Search - Art Ensemble of Chicago :: Fanfare for the Warriors

Fanfare for the Warriors
Art Ensemble of Chicago
Fanfare for the Warriors
Genres: Jazz, Pop
 
  •  Track Listings (7) - Disc #1

Reissue of the jazz collective's 1973 album for Atlantic in a digipak. The All-Music Guide gave it four stars (out of five possible), lavishing it as '...a fine showcase for this important avant-garde unit'. Seven tracks. ...  more »

      
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CD Details

All Artists: Art Ensemble of Chicago
Title: Fanfare for the Warriors
Members Wishing: 4
Total Copies: 0
Label: Koch Records
Release Date: 1/19/1999
Genres: Jazz, Pop
Style: Avant Garde & Free Jazz
Number of Discs: 1
SwapaCD Credits: 1
UPC: 099923850120

Synopsis

Album Description
Reissue of the jazz collective's 1973 album for Atlantic in a digipak. The All-Music Guide gave it four stars (out of five possible), lavishing it as '...a fine showcase for this important avant-garde unit'. Seven tracks. 1998 Atlantic release.

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CD Reviews

A classic
04/23/1999
(5 out of 5 stars)

"Of all the AEC recordings, I think that this recording best defines who the AEC is.It generally is more raw than their ECM recordings, and this has the best balance between improvistation and composition. You have the otherworldly Illistrum, the raw but ritualistic title track, the R&B tinged Scuffle Shuffle, and a few vibrant non-Western styles in What's to Say. Nonaah is how Stockhausen would have sounded if he had hung out in the South Side of Chicago.This effort has a get-down-to-business approach which leaves virtually no dead spots on this project.This recording gets the highest of possible ratings."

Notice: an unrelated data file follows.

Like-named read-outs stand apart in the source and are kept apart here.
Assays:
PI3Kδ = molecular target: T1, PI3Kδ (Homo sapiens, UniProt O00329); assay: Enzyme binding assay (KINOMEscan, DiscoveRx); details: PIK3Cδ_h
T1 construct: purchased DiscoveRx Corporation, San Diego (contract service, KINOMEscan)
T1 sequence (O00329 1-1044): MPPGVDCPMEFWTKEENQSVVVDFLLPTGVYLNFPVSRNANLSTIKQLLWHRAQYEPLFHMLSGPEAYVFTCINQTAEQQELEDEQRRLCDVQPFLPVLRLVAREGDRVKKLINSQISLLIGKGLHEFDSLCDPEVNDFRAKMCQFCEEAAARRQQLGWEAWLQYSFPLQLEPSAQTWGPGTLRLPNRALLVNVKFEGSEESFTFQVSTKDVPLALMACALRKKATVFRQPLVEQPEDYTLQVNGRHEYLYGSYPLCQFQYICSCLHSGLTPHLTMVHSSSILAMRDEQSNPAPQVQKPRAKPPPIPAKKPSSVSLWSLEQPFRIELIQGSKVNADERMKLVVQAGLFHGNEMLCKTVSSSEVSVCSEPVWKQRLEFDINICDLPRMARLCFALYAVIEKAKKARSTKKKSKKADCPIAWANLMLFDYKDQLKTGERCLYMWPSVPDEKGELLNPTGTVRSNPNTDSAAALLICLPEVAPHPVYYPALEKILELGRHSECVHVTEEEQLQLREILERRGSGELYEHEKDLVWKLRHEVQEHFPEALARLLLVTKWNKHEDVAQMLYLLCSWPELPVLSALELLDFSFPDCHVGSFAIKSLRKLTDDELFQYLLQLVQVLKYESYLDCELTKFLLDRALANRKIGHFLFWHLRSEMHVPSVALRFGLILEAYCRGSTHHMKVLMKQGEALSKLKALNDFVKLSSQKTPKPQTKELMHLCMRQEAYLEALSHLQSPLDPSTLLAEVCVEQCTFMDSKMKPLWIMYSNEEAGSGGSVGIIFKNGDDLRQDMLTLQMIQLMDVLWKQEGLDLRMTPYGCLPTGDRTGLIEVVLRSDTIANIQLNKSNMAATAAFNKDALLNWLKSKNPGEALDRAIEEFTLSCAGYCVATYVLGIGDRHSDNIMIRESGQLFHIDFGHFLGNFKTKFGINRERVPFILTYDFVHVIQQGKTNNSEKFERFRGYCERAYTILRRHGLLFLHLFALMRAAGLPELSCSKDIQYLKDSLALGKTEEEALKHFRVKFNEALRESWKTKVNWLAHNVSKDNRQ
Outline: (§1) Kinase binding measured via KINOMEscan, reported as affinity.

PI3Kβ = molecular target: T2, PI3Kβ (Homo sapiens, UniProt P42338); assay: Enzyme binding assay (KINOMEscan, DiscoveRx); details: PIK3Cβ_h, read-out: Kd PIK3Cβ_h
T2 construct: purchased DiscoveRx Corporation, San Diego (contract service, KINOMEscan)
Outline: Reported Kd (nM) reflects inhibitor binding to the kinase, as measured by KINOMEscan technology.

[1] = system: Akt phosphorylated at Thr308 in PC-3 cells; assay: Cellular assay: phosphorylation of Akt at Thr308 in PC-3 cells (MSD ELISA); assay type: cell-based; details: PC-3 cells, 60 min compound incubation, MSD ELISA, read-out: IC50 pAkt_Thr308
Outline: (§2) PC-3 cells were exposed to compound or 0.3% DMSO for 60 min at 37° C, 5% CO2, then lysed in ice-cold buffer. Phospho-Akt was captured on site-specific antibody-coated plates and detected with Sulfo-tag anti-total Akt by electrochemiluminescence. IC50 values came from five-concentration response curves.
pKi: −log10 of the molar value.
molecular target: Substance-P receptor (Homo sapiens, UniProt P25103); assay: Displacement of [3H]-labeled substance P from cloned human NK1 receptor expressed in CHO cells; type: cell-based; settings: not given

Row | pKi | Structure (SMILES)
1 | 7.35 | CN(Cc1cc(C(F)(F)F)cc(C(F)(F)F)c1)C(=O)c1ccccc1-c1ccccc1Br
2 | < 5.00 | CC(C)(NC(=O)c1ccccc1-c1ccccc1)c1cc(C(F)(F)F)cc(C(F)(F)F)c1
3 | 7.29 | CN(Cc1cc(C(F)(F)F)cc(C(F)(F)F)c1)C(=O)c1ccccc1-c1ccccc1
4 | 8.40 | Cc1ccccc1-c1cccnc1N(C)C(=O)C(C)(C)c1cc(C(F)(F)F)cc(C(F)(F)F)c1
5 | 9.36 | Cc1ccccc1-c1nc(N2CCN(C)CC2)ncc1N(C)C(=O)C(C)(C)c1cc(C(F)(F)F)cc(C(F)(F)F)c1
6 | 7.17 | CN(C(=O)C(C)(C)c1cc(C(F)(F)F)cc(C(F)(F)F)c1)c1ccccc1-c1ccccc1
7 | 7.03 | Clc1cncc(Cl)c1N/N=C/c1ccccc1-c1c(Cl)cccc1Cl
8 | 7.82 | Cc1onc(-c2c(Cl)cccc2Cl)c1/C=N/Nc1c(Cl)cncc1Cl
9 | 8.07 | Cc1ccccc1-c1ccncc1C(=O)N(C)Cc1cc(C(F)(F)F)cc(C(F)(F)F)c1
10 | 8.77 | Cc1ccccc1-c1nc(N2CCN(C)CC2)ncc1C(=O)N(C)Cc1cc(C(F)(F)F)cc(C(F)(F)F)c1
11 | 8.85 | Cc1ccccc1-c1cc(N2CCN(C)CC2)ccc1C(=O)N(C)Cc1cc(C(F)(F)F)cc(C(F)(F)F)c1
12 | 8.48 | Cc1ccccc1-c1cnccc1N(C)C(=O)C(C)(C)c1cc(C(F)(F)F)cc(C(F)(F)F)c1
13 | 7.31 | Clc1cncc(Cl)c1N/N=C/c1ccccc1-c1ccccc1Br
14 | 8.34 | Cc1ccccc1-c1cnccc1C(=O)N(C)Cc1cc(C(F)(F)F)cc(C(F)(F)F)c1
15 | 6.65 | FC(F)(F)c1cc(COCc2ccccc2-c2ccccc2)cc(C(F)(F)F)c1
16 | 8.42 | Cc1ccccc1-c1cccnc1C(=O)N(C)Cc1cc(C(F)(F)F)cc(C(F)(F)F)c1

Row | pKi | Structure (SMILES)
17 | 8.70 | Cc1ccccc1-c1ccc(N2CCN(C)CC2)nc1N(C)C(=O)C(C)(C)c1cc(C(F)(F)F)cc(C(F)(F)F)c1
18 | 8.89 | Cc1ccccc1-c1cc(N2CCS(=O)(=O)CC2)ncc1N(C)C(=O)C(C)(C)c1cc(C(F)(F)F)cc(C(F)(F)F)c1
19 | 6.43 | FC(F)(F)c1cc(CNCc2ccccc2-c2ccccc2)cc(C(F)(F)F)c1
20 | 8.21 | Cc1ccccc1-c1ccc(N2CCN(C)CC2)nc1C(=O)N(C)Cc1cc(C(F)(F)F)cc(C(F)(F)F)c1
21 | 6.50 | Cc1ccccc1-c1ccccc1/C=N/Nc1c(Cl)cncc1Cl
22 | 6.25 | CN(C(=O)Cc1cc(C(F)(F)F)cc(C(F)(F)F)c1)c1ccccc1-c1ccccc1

Best studio recording by the Art Ensemble!
R. Hutchinson | a world ruled by fossil fuels and fossil minds | 12/04/2000
(5 out of 5 stars)

"I heard FANFARE FOR THE WARRIORS for the first time when it finally appeared on CD in 1999. The original LP had been released in 1974. It is the Art Ensemble's finest studio recording! Joined by Muhal Richard Abrams on piano, it is a flawless representation of the band's facets, talents, and overall effect. FANFARE opens with Joseph Jarman reading an epic Pan-African poem by Malachi Favors over the famous Ensemble "little instruments." This captures the theatrical and mythical elements of the band at the outset. Their performances were always rituals. The rest of the album is a perfect symmetrical journey. The sadly departed Lester Bowie kicks things off with the rollicking "Barnyard Scuffel Shuffel." Roscoe leads us into the mystical with his "Nonaah," culminating with the journey's destination -- Jarman's "Fanfare." A slighter Jarman piece "What's to Say" leads back to another enigmatic Mitchell passage, "Tnoona." The journey closes as always with a blues beat -- this time it's Roscoe's "The Key."

The best Art Ensemble recording is the live URBAN BUSHMEN, but FANFARE is a close second, and is a perfect introduction to the band. The overall effect was/is always greater than the sum of the parts, but each part is more perfectly realized on this album than anywhere else in their recorded output."
Another must!
riot67 | detroit | 05/18/2000
(5 out of 5 stars)

"Along with Bap-tizum this lp is a must and aptly documents the excitement that was the Art Ensemble of Chicago in the early 70's. From the lyrical exploration of "Illistrum" to the freeform taunting of the title track to the classically influenced "Tnoona" each and every song takes you on a sonic spiritual journey that few jazz records ever achieve. It's interesting to note that they did not release another album for five years and when they did their music had changed somewhat which makes this record that much more important as it is the final document of their first phase and an important one it is."